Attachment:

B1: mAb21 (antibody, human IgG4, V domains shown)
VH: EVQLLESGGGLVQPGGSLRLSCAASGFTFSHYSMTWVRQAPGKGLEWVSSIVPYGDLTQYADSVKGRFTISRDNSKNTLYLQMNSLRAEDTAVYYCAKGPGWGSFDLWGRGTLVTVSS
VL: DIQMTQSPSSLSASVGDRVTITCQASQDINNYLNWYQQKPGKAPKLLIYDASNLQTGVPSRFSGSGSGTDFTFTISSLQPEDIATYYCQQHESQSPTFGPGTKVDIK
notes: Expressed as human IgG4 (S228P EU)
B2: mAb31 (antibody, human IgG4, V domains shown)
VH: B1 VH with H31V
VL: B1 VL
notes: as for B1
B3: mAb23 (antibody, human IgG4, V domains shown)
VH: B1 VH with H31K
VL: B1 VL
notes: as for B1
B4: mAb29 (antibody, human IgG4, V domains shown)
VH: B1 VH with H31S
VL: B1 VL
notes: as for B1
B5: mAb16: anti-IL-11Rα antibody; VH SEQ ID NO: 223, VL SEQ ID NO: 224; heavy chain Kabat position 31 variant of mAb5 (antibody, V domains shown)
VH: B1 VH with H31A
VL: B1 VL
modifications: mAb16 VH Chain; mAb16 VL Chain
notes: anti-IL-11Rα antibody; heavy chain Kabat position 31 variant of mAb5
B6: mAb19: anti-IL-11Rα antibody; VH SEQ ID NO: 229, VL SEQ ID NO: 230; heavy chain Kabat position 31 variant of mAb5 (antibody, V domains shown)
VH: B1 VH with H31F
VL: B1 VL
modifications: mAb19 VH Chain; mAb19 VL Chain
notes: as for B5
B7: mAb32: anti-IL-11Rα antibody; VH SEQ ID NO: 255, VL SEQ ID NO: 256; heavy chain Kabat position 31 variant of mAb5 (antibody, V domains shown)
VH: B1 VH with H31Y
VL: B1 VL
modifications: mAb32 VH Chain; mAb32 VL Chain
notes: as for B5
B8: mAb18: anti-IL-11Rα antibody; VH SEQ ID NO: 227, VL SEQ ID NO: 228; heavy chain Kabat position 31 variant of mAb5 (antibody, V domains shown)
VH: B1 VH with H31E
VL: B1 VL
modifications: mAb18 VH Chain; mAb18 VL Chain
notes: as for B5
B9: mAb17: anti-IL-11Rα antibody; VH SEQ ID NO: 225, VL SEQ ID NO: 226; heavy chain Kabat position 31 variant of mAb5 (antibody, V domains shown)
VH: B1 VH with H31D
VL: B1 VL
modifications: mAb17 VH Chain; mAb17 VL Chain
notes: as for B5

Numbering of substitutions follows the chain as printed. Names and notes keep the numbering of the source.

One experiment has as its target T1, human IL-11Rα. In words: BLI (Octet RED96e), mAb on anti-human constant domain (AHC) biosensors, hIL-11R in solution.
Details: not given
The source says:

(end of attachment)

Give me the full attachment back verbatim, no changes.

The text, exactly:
B1: mAb21 (antibody, human IgG4, V domains shown)
VH: EVQLLESGGGLVQPGGSLRLSCAASGFTFSHYSMTWVRQAPGKGLEWVSSIVPYGDLTQYADSVKGRFTISRDNSKNTLYLQMNSLRAEDTAVYYCAKGPGWGSFDLWGRGTLVTVSS
VL: DIQMTQSPSSLSASVGDRVTITCQASQDINNYLNWYQQKPGKAPKLLIYDASNLQTGVPSRFSGSGSGTDFTFTISSLQPEDIATYYCQQHESQSPTFGPGTKVDIK
notes: Expressed as human IgG4 (S228P EU)
B2: mAb31 (antibody, human IgG4, V domains shown)
VH: B1 VH with H31V
VL: B1 VL
notes: as for B1
B3: mAb23 (antibody, human IgG4, V domains shown)
VH: B1 VH with H31K
VL: B1 VL
notes: as for B1
B4: mAb29 (antibody, human IgG4, V domains shown)
VH: B1 VH with H31S
VL: B1 VL
notes: as for B1
B5: mAb16: anti-IL-11Rα antibody; VH SEQ ID NO: 223, VL SEQ ID NO: 224; heavy chain Kabat position 31 variant of mAb5 (antibody, V domains shown)
VH: B1 VH with H31A
VL: B1 VL
modifications: mAb16 VH Chain; mAb16 VL Chain
notes: anti-IL-11Rα antibody; heavy chain Kabat position 31 variant of mAb5
B6: mAb19: anti-IL-11Rα antibody; VH SEQ ID NO: 229, VL SEQ ID NO: 230; heavy chain Kabat position 31 variant of mAb5 (antibody, V domains shown)
VH: B1 VH with H31F
VL: B1 VL
modifications: mAb19 VH Chain; mAb19 VL Chain
notes: as for B5
B7: mAb32: anti-IL-11Rα antibody; VH SEQ ID NO: 255, VL SEQ ID NO: 256; heavy chain Kabat position 31 variant of mAb5 (antibody, V domains shown)
VH: B1 VH with H31Y
VL: B1 VL
modifications: mAb32 VH Chain; mAb32 VL Chain
notes: as for B5
B8: mAb18: anti-IL-11Rα antibody; VH SEQ ID NO: 227, VL SEQ ID NO: 228; heavy chain Kabat position 31 variant of mAb5 (antibody, V domains shown)
VH: B1 VH with H31E
VL: B1 VL
modifications: mAb18 VH Chain; mAb18 VL Chain
notes: as for B5
B9: mAb17: anti-IL-11Rα antibody; VH SEQ ID NO: 225, VL SEQ ID NO: 226; heavy chain Kabat position 31 variant of mAb5 (antibody, V domains shown)
VH: B1 VH with H31D
VL: B1 VL
modifications: mAb17 VH Chain; mAb17 VL Chain
notes: as for B5

Numbering of substitutions follows the chain as printed. Names and notes keep the numbering of the source.

One experiment has as its target T1, human IL-11Rα. In words: BLI (Octet RED96e), mAb on anti-human constant domain (AHC) biosensors, hIL-11R in solution.
Details: not given
The source says: